in celebration of the 50th anniversary of the Apollo 11 mission
Piccolo (doubling on Alto Flute), 2 Flutes, 2 Oboes, English Horn, 2 Bb Clarinets, Bb Bass Clarinet, 2 Bassoons, ContrabassooN, 4 F Horns, 3 C Trumpets, 2 Trombones (1. doubling on Euphonium), Bass Trombone, Tuba, Timpani (5 drums)
Percussion (3 players; instruments are not shared):
1. Glockenspiel, Xylophone, Marimba (5 octave recommended), Crotale, Concert Bass Drum
2. Vibraphone, Chimes, Waterphone (cello bow), Güiro, Flexatone (large) Glockenspiel
3. Bamboo Wind Chimes, Zube Tube, Metal Wind Chimes, Large Tam-Tam, Claves, Bongos on stand (tuned high), Flexatone (very large), Suspended Cymbal (yarn mallets)
Soprano obligato singer: Soprano is positioned within the orchestra near the harp and celesta, Soprano should stand when singing
Volume of Soprano should blend with orchestra
In addition to utilizing the concert hall speaker system for amplification, it is recommended to also place a small speaker, on a stand next, to the soloist
Publisher: Michael Daugherty Music
Duration: 22 minutes
World Premiere: Commissioned by the Pacific Symphony — First performed by the Pacific Symphony under the direction of Jean-Marie Zeitouni at Renée and Henry Segerstrom Concert Hall in Costa Mesa, California on April 11, 2019
Premiere Performances: April 11-13, 2019
To the New World for orchestra (2019) was composed in celebration of the 50th anniversary of the Apollo 11 mission, and the first walk on the Moon by astronaut Neil Armstrong on July 20, 1969. The work was commissioned and premiered by the Pacific Symphony, under the direction of Jean-Marie Zeitouni, at the Renée and Henry Segerstrom Concert Hall in Costa Mesa, California on April 11, 2019. The composer writes:
On September 12, 1962, President John F. Kennedy’s famous speech, “We choose to go the Moon!” launched America’s race to become the first country to land a human on the Moon. On July 16, 1969, a massive Saturn V rocket propelled the crew of Apollo 11—Neil Armstrong, Buzz Aldrin and Michael Collin—from the Kennedy Space Center in Florida into outer space. Like the rocket, which separated in three stages after lift-off, and the spacecraft, which was divided into three modules, my 22-minute composition is in three movements:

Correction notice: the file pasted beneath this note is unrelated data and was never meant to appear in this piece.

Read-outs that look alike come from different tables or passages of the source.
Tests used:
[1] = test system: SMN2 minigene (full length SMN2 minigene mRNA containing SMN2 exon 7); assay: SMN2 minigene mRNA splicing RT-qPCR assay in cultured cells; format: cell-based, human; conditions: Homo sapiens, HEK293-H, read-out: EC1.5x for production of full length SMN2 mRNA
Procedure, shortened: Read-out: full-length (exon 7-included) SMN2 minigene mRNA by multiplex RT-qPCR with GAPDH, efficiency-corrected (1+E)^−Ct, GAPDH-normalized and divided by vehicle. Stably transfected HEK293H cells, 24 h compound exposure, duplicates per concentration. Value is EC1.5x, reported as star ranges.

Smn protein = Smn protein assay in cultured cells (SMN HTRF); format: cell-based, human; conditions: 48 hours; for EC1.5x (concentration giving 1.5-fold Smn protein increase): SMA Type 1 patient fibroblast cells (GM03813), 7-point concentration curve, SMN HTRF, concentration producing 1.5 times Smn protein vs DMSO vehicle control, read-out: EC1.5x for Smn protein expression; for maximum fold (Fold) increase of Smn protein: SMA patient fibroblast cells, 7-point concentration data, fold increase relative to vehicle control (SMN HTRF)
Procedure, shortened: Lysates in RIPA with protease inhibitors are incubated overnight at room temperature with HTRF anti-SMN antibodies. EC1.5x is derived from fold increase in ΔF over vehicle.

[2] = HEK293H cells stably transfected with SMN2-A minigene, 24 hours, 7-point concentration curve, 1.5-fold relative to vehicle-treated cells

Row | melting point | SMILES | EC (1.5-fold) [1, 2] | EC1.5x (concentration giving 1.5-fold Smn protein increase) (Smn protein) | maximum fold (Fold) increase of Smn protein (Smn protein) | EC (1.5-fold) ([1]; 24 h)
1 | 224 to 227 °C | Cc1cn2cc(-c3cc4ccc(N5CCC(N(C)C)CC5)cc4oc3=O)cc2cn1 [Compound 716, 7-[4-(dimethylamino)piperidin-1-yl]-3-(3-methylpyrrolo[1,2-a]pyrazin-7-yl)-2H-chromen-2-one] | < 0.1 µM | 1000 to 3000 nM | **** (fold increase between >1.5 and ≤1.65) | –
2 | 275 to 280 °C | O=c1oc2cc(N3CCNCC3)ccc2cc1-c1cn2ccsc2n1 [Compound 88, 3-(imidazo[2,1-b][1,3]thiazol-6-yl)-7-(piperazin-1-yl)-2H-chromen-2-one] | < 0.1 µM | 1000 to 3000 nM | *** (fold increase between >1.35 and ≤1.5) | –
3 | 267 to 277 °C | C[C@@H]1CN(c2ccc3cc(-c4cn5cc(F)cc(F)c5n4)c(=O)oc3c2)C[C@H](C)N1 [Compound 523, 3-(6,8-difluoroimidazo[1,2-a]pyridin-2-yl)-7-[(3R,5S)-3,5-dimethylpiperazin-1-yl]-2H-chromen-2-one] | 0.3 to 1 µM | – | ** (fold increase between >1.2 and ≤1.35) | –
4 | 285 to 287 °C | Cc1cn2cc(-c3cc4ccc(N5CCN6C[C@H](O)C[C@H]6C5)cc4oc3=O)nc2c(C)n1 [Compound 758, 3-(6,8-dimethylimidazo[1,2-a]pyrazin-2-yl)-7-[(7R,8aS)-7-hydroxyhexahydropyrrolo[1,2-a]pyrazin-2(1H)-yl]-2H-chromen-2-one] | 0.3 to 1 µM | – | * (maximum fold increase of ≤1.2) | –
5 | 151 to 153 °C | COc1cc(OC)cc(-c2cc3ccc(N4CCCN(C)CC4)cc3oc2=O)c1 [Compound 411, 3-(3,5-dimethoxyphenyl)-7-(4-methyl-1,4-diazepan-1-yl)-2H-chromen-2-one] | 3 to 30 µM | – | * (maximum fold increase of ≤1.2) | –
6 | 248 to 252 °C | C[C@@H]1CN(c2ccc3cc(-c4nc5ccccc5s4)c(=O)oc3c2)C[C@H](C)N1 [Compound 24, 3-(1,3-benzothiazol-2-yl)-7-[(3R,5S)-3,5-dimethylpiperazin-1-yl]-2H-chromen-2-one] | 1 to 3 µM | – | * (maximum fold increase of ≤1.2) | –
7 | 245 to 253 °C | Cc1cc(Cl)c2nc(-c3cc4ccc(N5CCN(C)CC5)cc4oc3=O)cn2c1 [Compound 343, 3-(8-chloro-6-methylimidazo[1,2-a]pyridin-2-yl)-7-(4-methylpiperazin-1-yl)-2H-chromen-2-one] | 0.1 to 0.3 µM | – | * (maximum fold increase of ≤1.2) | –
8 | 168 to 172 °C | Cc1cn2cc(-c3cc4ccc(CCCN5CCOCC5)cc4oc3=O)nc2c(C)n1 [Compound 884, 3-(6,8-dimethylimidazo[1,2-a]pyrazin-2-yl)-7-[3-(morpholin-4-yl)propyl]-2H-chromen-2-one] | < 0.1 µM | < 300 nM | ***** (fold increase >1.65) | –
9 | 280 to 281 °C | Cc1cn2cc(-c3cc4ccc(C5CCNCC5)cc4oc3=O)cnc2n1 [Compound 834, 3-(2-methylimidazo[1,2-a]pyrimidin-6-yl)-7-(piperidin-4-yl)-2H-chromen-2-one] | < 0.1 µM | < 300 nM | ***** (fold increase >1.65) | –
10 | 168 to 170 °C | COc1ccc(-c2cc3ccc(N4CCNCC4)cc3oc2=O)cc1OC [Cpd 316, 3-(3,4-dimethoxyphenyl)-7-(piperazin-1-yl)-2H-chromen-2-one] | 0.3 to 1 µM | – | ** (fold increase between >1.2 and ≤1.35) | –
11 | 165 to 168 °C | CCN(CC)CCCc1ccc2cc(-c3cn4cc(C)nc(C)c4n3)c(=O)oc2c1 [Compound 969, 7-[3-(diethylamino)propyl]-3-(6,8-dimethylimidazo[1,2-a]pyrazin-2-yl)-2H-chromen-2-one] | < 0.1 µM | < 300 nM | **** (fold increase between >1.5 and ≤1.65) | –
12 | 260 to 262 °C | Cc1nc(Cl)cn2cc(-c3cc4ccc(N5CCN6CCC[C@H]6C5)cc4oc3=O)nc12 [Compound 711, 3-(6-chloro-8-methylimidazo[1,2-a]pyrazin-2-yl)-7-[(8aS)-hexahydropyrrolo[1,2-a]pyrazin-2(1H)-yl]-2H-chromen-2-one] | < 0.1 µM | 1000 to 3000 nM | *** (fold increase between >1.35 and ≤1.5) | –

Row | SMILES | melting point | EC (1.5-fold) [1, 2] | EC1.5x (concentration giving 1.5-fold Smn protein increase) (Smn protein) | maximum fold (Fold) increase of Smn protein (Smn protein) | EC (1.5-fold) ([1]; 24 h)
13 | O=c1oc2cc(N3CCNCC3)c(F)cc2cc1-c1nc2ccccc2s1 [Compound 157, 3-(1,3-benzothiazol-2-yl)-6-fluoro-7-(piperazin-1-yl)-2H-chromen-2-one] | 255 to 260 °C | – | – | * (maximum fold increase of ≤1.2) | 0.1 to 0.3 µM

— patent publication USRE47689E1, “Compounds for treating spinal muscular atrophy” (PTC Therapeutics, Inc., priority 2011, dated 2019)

In the first movement Moonrise, I create music which evokes the sense of awe and trepidation that the Apollo 11 astronauts might have felt as they traveled to the new world. Neil Armstrong, the commander of the Apollo 11 mission crew, played euphonium during his college days and was a lifelong music enthusiast. For his historic trip to the Moon, Armstrong brought along cassette tape recordings of his favorite music, including Antonín Dvořák’s Ninth Symphony (1895), subtitled “From the New World.” In a tip of the hat to Neil Armstrong, I interweave musical fragments and chords from the second movement of Dvořák’s Ninth Symphony and add a solo euphonium to the brass section. I also intertwine ominous, dissonant cluster chords and atonal punctuations into the musical fabric to remind us of the dangers ahead and uncertainties of this perilous mission.
On July 20, with only 25 seconds of fuel left, Neil Armstrong landed the “Eagle” lunar module on the Moon’s surface, in an area known as the “Sea of Tranquility.” The second movement, One Small Step, is inspired by his memorable words, beamed back to Earth as he became the first human to walk on the surface of the Moon: “That’s one small step for man; one giant leap for mankind.” I have rhythmically translated this iconic phrase into a repeated, syncopated rhythmic pattern (ostinato) that is first heard in the marimba. Neil Armstrong was a big fan of the theremin: a microtonal electronic musical instrument often used in 1950s science fiction film soundtracks and exotic popular music. To evoke the sound of a theremin, I employ an amplified soprano vocalist singing eerie, wordless glissando-like melodies as part of the orchestral texture.
After completing their mission on the Moon, the astronauts returned in a Command Module streaking into the Earth’s atmosphere at a speed of 25,000 miles per hour. They safely splashed down into the Pacific Ocean on July 24, 1969, and were greeted to a hero’s welcome around the world. In Splashdown, the third and final movement, I celebrate the return of Apollo 11 in a dance rhythm composed in a recurring musical motif of 11 beats. This motif, first heard in the double basses and cellos, moves at lightning speed through the strings, woodwinds, brass and percussion of the orchestra. I also create polyrhythms by superimposing the 11-beat motif over a 4-beat pulse. To heighten suspense, I feature flexatones that create strange glissando effects in the percussion section. A spirited coda brings our celebration of the historic first landing on the Moon and “a giant leap for mankind” to a rousing conclusion. But before the final triumphant chord, the glockenspiel, harp and celeste softly play an ascending scale, as I imagine the three astronauts glancing back at the Moon one last time.